Upper Harbor Terminal Project

Proposed Event Center

Upper Harbor Terminal Development Community Deliberative Democracy Learning Table Events. The events are open to the public.

Community Advisory Committee meeting Wednesday, July 31

Dates: Every third Wednesday of each month. Scheduled dates so far include:

August 21st

September 18th

October 16th 

Time: 4:00pm till 8:00pm

Location: North Point Inc. 1256 Penn Ave, North Suite 5203 & 5205 Fifth Floor. Free parking on levels 1, 2 and 3. After parking

Take the elevator to the 5th floor. After exiting the elevator, walk straight down the hallway and just before arriving at North Point offices at end of hallway, the room is on the right. Come prepared to make your vice heard about the Upper Harbor Terminal Project

For questions please contact: DeVon Nolan  PUC UHT Project Coordinator DevonN@pillsburyUnited.org

Minneapolis Park and Recreation Board (MPRB) Community Advisory Committee (CAC) meeting

Community Advisory Committee meeting Wednesday, July 31

5 p.m. to 6 p.m. Optional dinner for people to meet each other
6 p.m. to 8 p.m. CAC meeting (dinner still available)
Minneapolis Park and Recreation Board Headquarters
2117 West River Road North, 55411

Download information below:

Minneapolis Park and Recreation Board

Upper Harbor input opportunity, Park Board Community Advisory Committee meeting

Join us for our first Community Engagement Learning Table

Community Engagement Learning Table
Topic: General Development Options and Affordable Housing
Wednesday, July 17
4 p.m. to 8 p.m.
Pillsbury Oak Park Center 1700 Oak Park Center (on street parking)

Download information below:

Community Engagement Learning Table

Upper Harbor Coordinated Plan Creation June 2019 through April 2020

The City Council and Mayor approved the Upper Harbor Concept Plan on March 1, 2019 directing staff to create a Coordinated Plan for approval by March 2020.  Actions associated with the Concept Plan approval directed staff to create the Collaborative Planning Committee as a member of the project team and a conduit with community.

Download the document below

19.06.26 Upper Harbor Engagement Plan

More information on the Development


Upper Harbor Terminal

McKnight has provided a grant to Pillsbury United Communities (PUC) working with Environmental Justice coordinating Council (EJCC) in order to support a working partnership between community organizations, the development team, the City and MPRB to help promote a common vision for UHT that benefits the community.  PUC was selected because of the organization’s longstanding commitment to North Minneapolis communities, its working relationships with the City and community organizations, and the institutional infrastructure and project management staff expertise. PUC and partners are working with the Environmental Justice Coordinating Council (EJCC), the City, MPRB the development team, McKnight and others to identify important stakeholders to include in the process. McKnight’s intent is not to support a specific position or development proposal, but rather to support the long-term planning, visioning, and relationship building that is necessary to foster more community benefits emerging from development at UHT, and potentially future development throughout North Minneapolis communities.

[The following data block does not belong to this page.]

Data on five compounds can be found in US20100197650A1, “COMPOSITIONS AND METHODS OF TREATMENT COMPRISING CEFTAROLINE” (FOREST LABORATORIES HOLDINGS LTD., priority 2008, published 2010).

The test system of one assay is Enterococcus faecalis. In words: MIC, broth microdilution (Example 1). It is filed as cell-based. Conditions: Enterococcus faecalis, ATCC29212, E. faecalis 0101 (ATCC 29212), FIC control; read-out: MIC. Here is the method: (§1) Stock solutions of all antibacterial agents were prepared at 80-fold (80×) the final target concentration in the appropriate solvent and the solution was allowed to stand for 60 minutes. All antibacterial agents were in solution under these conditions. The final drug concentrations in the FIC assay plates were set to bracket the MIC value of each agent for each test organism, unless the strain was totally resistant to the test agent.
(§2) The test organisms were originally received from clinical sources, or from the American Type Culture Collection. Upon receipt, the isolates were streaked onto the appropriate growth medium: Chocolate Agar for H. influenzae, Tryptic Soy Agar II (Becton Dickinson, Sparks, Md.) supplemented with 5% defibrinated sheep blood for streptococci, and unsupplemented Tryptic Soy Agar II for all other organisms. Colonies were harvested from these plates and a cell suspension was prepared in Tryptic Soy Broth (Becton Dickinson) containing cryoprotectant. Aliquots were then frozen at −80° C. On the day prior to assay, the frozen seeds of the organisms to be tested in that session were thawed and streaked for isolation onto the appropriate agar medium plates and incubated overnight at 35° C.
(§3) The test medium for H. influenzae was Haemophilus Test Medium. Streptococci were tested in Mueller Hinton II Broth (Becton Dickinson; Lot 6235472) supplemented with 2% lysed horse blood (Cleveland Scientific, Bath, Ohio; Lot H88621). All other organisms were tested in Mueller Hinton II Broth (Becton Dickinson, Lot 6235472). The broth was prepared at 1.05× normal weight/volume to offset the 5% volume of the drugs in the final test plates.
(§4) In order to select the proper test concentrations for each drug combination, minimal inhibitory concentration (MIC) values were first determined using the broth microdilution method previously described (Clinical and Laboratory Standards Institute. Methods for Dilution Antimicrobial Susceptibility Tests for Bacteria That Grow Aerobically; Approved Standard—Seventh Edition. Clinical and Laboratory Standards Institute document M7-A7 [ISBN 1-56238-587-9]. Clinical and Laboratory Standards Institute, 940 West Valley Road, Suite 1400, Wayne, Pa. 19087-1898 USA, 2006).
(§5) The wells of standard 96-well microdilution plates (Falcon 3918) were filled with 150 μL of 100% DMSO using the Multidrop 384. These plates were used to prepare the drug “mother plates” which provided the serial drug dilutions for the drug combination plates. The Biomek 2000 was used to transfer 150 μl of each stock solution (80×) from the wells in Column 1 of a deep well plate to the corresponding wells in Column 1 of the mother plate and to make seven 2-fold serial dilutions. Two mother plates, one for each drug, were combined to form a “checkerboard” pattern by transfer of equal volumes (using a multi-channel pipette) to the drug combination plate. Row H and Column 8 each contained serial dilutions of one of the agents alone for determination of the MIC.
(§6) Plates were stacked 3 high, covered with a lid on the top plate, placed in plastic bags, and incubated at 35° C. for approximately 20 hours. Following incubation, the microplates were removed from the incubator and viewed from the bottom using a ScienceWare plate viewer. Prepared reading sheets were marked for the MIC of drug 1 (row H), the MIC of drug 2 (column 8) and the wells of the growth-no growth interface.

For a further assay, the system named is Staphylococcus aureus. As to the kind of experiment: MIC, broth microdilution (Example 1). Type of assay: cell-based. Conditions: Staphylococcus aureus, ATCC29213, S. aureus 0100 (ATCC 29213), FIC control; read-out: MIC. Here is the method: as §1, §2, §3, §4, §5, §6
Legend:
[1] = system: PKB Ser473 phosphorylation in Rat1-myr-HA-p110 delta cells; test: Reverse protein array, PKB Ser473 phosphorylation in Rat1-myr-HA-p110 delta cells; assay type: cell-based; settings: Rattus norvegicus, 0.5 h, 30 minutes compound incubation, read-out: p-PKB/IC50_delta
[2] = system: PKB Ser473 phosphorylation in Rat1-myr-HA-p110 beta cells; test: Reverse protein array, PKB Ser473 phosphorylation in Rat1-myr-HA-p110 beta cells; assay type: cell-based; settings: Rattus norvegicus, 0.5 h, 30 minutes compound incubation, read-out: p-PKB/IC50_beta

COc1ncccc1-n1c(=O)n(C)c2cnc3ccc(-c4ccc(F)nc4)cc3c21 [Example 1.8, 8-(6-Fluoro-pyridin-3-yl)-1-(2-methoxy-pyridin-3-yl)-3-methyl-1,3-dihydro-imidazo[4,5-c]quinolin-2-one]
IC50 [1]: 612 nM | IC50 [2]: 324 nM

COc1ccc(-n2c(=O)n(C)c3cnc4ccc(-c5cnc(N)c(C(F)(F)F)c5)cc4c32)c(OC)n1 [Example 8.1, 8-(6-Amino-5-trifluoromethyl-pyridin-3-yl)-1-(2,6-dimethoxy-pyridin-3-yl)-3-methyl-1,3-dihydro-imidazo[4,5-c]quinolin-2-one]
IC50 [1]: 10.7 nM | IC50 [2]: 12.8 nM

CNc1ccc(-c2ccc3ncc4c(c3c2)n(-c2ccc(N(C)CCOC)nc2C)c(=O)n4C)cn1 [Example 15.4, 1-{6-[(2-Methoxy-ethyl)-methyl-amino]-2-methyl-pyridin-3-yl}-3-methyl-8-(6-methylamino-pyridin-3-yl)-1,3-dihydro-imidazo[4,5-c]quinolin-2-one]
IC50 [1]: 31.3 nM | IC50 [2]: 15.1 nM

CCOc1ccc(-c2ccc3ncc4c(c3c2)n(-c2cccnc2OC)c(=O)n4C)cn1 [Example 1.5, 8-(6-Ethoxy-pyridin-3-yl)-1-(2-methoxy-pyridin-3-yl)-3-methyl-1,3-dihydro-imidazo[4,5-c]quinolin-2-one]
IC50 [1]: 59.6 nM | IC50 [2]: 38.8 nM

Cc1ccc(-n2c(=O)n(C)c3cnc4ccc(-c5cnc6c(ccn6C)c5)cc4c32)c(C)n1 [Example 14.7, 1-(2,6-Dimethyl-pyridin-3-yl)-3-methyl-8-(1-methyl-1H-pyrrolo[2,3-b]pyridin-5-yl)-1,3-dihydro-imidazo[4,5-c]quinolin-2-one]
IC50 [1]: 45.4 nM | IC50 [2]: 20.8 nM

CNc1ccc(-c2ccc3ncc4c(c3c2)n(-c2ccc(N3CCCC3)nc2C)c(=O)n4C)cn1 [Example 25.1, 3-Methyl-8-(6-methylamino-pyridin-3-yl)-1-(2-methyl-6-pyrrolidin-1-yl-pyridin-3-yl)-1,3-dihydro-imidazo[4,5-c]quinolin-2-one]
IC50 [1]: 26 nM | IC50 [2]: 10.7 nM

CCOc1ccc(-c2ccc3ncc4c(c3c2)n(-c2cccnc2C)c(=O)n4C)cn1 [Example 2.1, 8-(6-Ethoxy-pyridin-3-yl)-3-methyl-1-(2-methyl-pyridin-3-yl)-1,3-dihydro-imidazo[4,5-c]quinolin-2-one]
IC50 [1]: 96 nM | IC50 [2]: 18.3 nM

The Upper Harbor Terminal (UHT) development provides a once-in-a-generation opportunity to create a large-scale, community-building asset in North Minneapolis. The Mississippi River in Minneapolis and much of the North side riverfront has not been designed to provide community benefit and instead has been managed for transporting bulk commodities. Yet even the vision of a port for commodity transportation never came to fruition, and for the first time in decades, the closing of the Upper St. Anthony Lock allows for creative and community-focused development to take place.


Additionally, beyond the immediate opportunity presented by UHT, community leaders recognize a need to disrupt traditional development patterns. North Minneapolis has historically been overburdened with extractive development, often not owned or intended to benefit local residents. Community stakeholders often feel that their priorities get lost in the process of attracting developers and capital to a project. UHT provides a test case to explore new ways of incorporating community participation and community ownership. An integral precursor to having successful community-based development is honest, constructive dialogue between key stakeholders, including City officials, the development team, and community leaders. Trusting relationships between these entities is key to developing momentum for community-benefitting UHT development.


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